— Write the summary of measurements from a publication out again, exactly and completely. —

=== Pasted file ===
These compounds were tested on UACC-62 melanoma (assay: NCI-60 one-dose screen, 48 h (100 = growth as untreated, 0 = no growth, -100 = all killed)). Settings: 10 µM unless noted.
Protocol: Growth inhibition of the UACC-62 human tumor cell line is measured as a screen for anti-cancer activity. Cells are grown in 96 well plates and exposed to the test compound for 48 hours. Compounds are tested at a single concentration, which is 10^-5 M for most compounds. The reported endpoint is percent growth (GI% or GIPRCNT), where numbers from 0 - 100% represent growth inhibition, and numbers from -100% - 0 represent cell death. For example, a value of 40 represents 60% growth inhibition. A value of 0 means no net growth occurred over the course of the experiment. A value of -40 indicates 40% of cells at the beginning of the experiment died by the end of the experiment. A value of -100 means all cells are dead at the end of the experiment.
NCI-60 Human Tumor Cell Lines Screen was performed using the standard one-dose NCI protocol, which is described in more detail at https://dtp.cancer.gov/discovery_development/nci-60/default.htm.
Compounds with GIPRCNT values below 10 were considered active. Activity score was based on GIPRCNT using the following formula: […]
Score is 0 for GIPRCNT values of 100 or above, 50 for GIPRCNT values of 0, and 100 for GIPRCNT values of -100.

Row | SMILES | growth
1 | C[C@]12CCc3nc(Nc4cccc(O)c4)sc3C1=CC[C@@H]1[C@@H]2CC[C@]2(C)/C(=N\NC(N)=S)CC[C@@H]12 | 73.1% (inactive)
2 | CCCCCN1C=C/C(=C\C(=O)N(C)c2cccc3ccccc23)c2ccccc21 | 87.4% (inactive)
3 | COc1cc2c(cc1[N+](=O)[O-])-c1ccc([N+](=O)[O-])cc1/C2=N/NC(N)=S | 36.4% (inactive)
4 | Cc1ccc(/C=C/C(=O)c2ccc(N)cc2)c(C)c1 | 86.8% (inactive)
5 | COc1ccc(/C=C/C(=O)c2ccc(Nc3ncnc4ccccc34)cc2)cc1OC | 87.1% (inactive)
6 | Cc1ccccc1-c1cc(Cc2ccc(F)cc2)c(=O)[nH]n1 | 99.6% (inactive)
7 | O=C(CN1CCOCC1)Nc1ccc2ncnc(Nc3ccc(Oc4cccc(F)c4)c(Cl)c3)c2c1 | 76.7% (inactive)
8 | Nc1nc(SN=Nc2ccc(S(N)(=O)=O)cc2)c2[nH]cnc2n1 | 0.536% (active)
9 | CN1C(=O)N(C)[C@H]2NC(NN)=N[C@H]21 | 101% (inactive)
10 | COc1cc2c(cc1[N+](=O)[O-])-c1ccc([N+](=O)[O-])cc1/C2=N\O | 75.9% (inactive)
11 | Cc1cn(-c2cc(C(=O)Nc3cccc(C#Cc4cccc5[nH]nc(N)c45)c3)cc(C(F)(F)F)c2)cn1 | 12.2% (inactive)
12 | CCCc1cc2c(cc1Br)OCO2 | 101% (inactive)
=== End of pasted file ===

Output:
These compounds were tested on UACC-62 melanoma (assay: NCI-60 one-dose screen, 48 h (100 = growth as untreated, 0 = no growth, -100 = all killed)). Settings: 10 µM unless noted.
Protocol: Growth inhibition of the UACC-62 human tumor cell line is measured as a screen for anti-cancer activity. Cells are grown in 96 well plates and exposed to the test compound for 48 hours. Compounds are tested at a single concentration, which is 10^-5 M for most compounds. The reported endpoint is percent growth (GI% or GIPRCNT), where numbers from 0 - 100% represent growth inhibition, and numbers from -100% - 0 represent cell death. For example, a value of 40 represents 60% growth inhibition. A value of 0 means no net growth occurred over the course of the experiment. A value of -40 indicates 40% of cells at the beginning of the experiment died by the end of the experiment. A value of -100 means all cells are dead at the end of the experiment.
NCI-60 Human Tumor Cell Lines Screen was performed using the standard one-dose NCI protocol, which is described in more detail at https://dtp.cancer.gov/discovery_development/nci-60/default.htm.
Compounds with GIPRCNT values below 10 were considered active. Activity score was based on GIPRCNT using the following formula: […]
Score is 0 for GIPRCNT values of 100 or above, 50 for GIPRCNT values of 0, and 100 for GIPRCNT values of -100.

Row | SMILES | growth
1 | C[C@]12CCc3nc(Nc4cccc(O)c4)sc3C1=CC[C@@H]1[C@@H]2CC[C@]2(C)/C(=N\NC(N)=S)CC[C@@H]12 | 73.1% (inactive)
2 | CCCCCN1C=C/C(=C\C(=O)N(C)c2cccc3ccccc23)c2ccccc21 | 87.4% (inactive)
3 | COc1cc2c(cc1[N+](=O)[O-])-c1ccc([N+](=O)[O-])cc1/C2=N/NC(N)=S | 36.4% (inactive)
4 | Cc1ccc(/C=C/C(=O)c2ccc(N)cc2)c(C)c1 | 86.8% (inactive)
5 | COc1ccc(/C=C/C(=O)c2ccc(Nc3ncnc4ccccc34)cc2)cc1OC | 87.1% (inactive)
6 | Cc1ccccc1-c1cc(Cc2ccc(F)cc2)c(=O)[nH]n1 | 99.6% (inactive)
7 | O=C(CN1CCOCC1)Nc1ccc2ncnc(Nc3ccc(Oc4cccc(F)c4)c(Cl)c3)c2c1 | 76.7% (inactive)
8 | Nc1nc(SN=Nc2ccc(S(N)(=O)=O)cc2)c2[nH]cnc2n1 | 0.536% (active)
9 | CN1C(=O)N(C)[C@H]2NC(NN)=N[C@H]21 | 101% (inactive)
10 | COc1cc2c(cc1[N+](=O)[O-])-c1ccc([N+](=O)[O-])cc1/C2=N\O | 75.9% (inactive)
11 | Cc1cn(-c2cc(C(=O)Nc3cccc(C#Cc4cccc5[nH]nc(N)c45)c3)cc(C(F)(F)F)c2)cn1 | 12.2% (inactive)
12 | CCCc1cc2c(cc1Br)OCO2 | 101% (inactive)